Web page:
Dreamworks/Fox’s animated hit Mr. Peabody and Sherman had enough of a strong hold to move up from second to first place this weekend at the North American box office. The animated duo held off the lukewarm debut of another Dreamworks production, Need For Speed, which sputtered its way into third place behind last week’s champ 300: Rise of an Empire. Tyler Perry’s latest film, Single Mom’s Club was a dud right out of the gate, while Fox Searchlight’s The Grand Budapest Hotel expanded in its second weekend to great results.
Once again being the only game in town for families, Fox/Dreamworks’ Mr. Peabody and Sherman had a solid second weekend at the box office, dropping a slim 34% to deliver $21.2 million on 3,951 screens. The second weekend drop was smaller than fellow Dreamworks features released in March, The Croods and How to Train Your Dragon. The hold suggests that while Peabody may have started a bit slow, it may have the legs to become a good-sized hit for the studios. While it won’t reach the $187 million earned by The Croods last year or the $217 million brought in by Dragon, the film could reach $105-110 million by the end of its domestic run.
After a $45 million debut last weekend, 300: Rise of an Empire descended to second place with a $19.1 million haul on 3,490 screens. Off 57%, the sequel has earned $78.3 million thus far domestically and could reach the $110 million mark by the end of its run with substantially more coming in from overseas markets.
Thought by many to claim pole position at the box office this weekend was the number three film, Need for Speed. Starring Aaron Paul of Breaking Bad fame, the $66 million Disney/Dreamworks production opened well enough on Friday to claim the number one spot but found itself losing speed as the weekend progressed; a sure sign that if people want their fast car fix they will watch a Fast and Furious installment instead. Bad reviews didn’t help the film much either. On 3,115 screens, Need For Speed earned a mediocre $17.8 million. While the movie may stall in North America, overseas is looking more promising for turning a profit. The weekend haul from foreign markets was $45.6 million, of which $21.2 million came from China.
Fourth place went to the Liam Neeson airline thriller, Non-Stop. The Universal hit eased only 33% from last weekend to earn an estimated $10.6 million on 3,183 screens. After three weeks, the movie has earned a solid $69 million and could wind up its run between $80-85 million. Foreign markets have contributed $20 million thus far.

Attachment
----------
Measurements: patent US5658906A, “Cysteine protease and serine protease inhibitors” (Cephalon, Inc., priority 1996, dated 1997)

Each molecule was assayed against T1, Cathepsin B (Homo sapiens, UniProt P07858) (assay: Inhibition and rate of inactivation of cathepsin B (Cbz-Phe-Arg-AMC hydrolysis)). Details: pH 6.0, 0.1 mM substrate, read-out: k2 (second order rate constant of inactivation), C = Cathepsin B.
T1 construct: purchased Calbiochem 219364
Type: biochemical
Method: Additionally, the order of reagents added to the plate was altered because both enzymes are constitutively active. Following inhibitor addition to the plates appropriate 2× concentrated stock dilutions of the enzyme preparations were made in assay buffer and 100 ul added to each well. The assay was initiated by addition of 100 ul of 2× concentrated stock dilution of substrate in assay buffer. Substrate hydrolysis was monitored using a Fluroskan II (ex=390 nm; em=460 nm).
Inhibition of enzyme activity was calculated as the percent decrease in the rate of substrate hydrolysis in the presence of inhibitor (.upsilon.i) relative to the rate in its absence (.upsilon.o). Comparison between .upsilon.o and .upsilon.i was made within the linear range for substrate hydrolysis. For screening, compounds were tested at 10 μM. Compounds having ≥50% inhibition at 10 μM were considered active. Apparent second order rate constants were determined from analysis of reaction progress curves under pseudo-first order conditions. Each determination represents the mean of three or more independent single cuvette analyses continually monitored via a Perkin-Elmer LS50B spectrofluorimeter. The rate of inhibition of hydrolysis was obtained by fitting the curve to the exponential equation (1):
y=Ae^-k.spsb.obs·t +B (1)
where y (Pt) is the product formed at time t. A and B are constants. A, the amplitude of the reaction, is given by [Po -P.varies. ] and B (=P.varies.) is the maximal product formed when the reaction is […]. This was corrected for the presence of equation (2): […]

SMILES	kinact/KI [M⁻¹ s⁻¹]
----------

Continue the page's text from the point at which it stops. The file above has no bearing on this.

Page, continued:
Rounding out the top five with one of his worst openings to date was the latest Tyler Perry feature, Tyler Perry’s The Single Moms Club, with a dismal $8.3 million from 1,896 screens. As is the norm with a Tyler Perry feature, Moms wasn’t screened in advance for critics. But the 18 that did manage to see and review the feature didn’t care for what they saw. They gave the film a dismal 22% approval rating on Rotten Tomatoes. Perhaps Perry should see if he can reprise his Starfleet Academy character for the next Star Trek film.
After earning over $800,000 from just four screens last weekend, Fox Searchlight expanded the latest Wes Anderson film The Grand Budapest Hotel to 66 screens this weekend and the results were nothing short of spectacular. The movie earned an estimated $3.6 million from that small amount of screens for a great per screen average of $55,152, which was good enough for eighth place. To date the movie has earned $4.7 million.
Kristen Bell found herself in not one but two movies in the top ten this weekend. Disney’s Frozen, which has now spent over four months in the top ten, landed in ninth place with $2.1 million on 1,466 screens. Off 28%, the smash hit has earned $396.3 million domestically and $630 million overseas for a grand global total of $1.028 billion. The movie should cross the $400 million mark before ending its amazing theatrical run (the movie hits Blu-ray and DVD this Tuesday).
Bell also had the number 10 film in the country, the big-screen version of her hit TV series Veronica Mars. The $6 million Warner Brothers feature was largely funded by fans on Kickstarter and is also available on Video on Demand and streaming services at the same time it opened in 291 theaters. The theatrical result was a little over $2 million dollars. How much more the movie will make past that is still up in the air as half of the $2 million was earned in the film’s first day of release, followed by a 39% drop on Saturday.
The remainder of the top ten is as follows:
6. The LEGO Movie (Warner) $7.7 million (-29%); $237 million
7. Son of God (Fox) $5.4 million (-48%); $50.8 million
Next weekend sees the arrival of Divergent and Muppets Most Wanted, both of which will leave this weekend’s crop of films in the dust. Divergent should win the weekend and could put up numbers north of $50 million.